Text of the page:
Oslo, Norway (CNN) -- The man behind a pair of bloody terror attacks in Norway is set to appear in court Monday, his first such appearance since authorities say he killed at least 93 people by setting off an explosion and gunning down people at a youth camp.
Police have not identified the suspect, but local television and newspaper reports say the man in custody is Anders Behring Breivik.
Attorney Geir Lippestad, who claimed to represent the 32-year-old Breivik, told Norwegian TV2 late Saturday that his client "is ready to explain himself" in court. The suspect feels the terrorist attacks were "horrible," but "in his head (they) were necessary," Lippestad said.
The 32-year-old Norwegian has said that he acted alone and has not pleaded guilty, acting National Police Chief Sveinung Sponheim said Sunday. But authorities have not ruled out that others may have been involved or helped him along the way.
The investigation continues as the Scandinavian nation continues to wrestle with the attacks' aftermath, with an ashen-faced and openly weeping King Harald V leading the nation in mourning Sunday. Memorial shrines with flowers and candles dotted Oslo's streets, and Norwegians gathered at a cathedral in the capital to mourn the victims of the attacks.
"Soon, names and photographs will be released. The enormity of the evilness will surface in all its horror, and that will be a new test for us all," Prime Minister Jens Stoltenberg said at a church service Sunday billed as a "Mass for grief and hope." "In the middle of all the tragedy, I am proud to live in a country that has managed to stand tall."
Sponheim said there has been "no progress" in ascertaining what the suspect's motive might have been. But he said that investigators were studying a 1,500-page manifesto that authorities believe was published online the day of the attack.
The document, apparently compiled over a period of nine years, rants against Muslims and their growing presence in Europe and calls for a European civil war to overthrow governments, end multiculturalism and execute "cultural Marxists."
The author of the document identifies himself as Breivik and indicates he is from Norway. CNN could not independently verify that Breivik wrote the document, and Norwegian authorities would not confirm that the man in their custody wrote the manifesto, saying it was part of their investigation.
Authorities allege that he killed seven by setting off a car bomb outside government buildings in Oslo on Friday, then went 20 miles and killed at least 86 more by ambushing an island political youth retreat. The suspect was carrying a considerable amount of ammunition when he surrendered to authorities, Sponheim told reporters.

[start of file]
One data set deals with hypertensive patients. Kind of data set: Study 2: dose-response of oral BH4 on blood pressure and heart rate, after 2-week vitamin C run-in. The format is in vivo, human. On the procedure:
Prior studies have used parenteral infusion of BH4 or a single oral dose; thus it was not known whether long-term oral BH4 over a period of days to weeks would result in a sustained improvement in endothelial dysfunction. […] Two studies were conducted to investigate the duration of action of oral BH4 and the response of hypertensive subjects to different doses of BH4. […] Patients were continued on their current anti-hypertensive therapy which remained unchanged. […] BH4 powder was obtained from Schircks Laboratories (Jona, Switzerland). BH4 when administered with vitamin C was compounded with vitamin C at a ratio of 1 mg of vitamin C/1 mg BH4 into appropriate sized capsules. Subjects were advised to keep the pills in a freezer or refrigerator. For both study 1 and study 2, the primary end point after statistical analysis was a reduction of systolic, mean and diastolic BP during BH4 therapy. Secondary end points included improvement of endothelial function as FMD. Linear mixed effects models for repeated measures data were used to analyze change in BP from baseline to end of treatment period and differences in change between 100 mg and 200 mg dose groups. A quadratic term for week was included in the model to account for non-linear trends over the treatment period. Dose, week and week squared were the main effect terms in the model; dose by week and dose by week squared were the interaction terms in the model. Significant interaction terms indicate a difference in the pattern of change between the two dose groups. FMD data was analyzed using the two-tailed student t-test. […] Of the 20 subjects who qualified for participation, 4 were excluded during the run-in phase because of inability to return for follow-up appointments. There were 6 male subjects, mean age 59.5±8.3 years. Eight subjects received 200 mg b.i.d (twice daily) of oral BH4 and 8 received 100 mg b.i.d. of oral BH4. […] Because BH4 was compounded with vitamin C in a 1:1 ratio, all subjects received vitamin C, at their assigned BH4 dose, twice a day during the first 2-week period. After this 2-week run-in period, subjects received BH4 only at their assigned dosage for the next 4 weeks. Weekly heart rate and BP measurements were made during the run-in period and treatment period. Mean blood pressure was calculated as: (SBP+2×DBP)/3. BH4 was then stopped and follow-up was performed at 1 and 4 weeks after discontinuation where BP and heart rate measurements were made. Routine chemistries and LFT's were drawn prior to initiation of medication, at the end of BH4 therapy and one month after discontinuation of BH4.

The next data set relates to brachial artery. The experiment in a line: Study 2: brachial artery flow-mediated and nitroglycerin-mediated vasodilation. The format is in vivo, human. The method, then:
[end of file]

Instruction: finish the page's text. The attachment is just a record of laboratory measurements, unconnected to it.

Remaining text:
Investigators will conduct autopsies over the next few days, Sponheim said, and the identities of the victims will be released once all the next-of-kin have been notified. The death toll -- which inched up to 93 on Sunday, after a person succumbed to injuries from the mass shooting -- and may increase, police say.
At least four people have not been accounted for around Utoya island, with investigators searching the waters nearby for victims who may have drowned trying to escape the shooter. Authorities are also still trying to determine how many people died in the Oslo bombing, where the explosion badly damaged several government buildings as well as the majority Labour Party office.
They are also hunting for new evidence. On Sunday, for instance, police raided a property the suspect owned in the eastern Oslo area Slettelokka looking for explosives.
"We were there with dogs but found nothing of any value as evidence," Sponheim said.
Police said Sunday that the area around the blast site would remain cordoned off, but members of the public in the area were not at risk.
In addition to the dead, at least 96 people were wounded in the attacks -- 30 in the blast and 66 in the mass shooting.
Doctors at Oslo University Hospital Sunday were treating 31 patients injured in the terror attacks, 18 of whom were critically or seriously injured, Oslo University Hospital spokesman Jo Heldaas told CNN.
Pope Benedict XVI on Sunday offered his "fervent prayers for the victims and families, invoking God's peace upon the dead and divine consolation upon those who suffer."
"At this time of national grief he prays that all Norwegians will be spiritually united in a determined resolve to reject the ways of hatred and conflict and to work together fearlessly in a shaping a future of mutual respect, solidarity and freedom from for coming generations," according to a statement released by Cardinal Tarcisio Bertone on behalf of the pope.
U.S. Secretary of State Hillary Clinton expressed U.S. solidarity with Norway.
"The United States strongly condemns any kind of terrorism no matter where it comes from or who perpetuates it, and this tragedy strikes right at the heart of the soul of a peaceful people," she said in a statement.
CNN's Michael Holmes, Erin Mclaughlin, Chelsea J. Carter, Jim Boulden, Laura Smith-Spark, Joe Sterling, Moni Basu, Chelsea Bailey, Claudia Rebaza and Cynthia Wamwayi contributed to this report.